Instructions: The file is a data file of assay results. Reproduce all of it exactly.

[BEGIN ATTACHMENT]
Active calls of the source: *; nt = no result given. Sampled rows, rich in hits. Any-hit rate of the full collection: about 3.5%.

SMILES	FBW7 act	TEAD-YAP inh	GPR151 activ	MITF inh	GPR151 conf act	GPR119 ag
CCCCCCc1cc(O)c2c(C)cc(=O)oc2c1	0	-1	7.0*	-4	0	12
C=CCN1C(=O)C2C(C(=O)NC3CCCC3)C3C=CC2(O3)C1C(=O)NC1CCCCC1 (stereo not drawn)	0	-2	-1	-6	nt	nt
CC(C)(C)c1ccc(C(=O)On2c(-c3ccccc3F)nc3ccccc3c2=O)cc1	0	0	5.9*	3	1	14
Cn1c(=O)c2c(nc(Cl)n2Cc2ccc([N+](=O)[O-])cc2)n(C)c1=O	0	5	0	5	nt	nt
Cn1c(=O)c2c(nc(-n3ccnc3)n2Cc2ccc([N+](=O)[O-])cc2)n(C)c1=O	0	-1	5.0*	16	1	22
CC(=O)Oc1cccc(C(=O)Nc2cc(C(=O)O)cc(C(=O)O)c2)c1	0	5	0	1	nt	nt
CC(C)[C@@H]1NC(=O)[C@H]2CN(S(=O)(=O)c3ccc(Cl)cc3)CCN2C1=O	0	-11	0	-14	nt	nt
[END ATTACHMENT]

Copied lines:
Active calls of the source: *; nt = no result given. Sampled rows, rich in hits. Any-hit rate of the full collection: about 3.5%.

SMILES	FBW7 act	TEAD-YAP inh	GPR151 activ	MITF inh	GPR151 conf act	GPR119 ag
CCCCCCc1cc(O)c2c(C)cc(=O)oc2c1	0	-1	7.0*	-4	0	12
C=CCN1C(=O)C2C(C(=O)NC3CCCC3)C3C=CC2(O3)C1C(=O)NC1CCCCC1 (stereo not drawn)	0	-2	-1	-6	nt	nt
CC(C)(C)c1ccc(C(=O)On2c(-c3ccccc3F)nc3ccccc3c2=O)cc1	0	0	5.9*	3	1	14
Cn1c(=O)c2c(nc(Cl)n2Cc2ccc([N+](=O)[O-])cc2)n(C)c1=O	0	5	0	5	nt	nt
Cn1c(=O)c2c(nc(-n3ccnc3)n2Cc2ccc([N+](=O)[O-])cc2)n(C)c1=O	0	-1	5.0*	16	1	22
CC(=O)Oc1cccc(C(=O)Nc2cc(C(=O)O)cc(C(=O)O)c2)c1	0	5	0	1	nt	nt
CC(C)[C@@H]1NC(=O)[C@H]2CN(S(=O)(=O)c3ccc(Cl)cc3)CCN2C1=O	0	-11	0	-14	nt	nt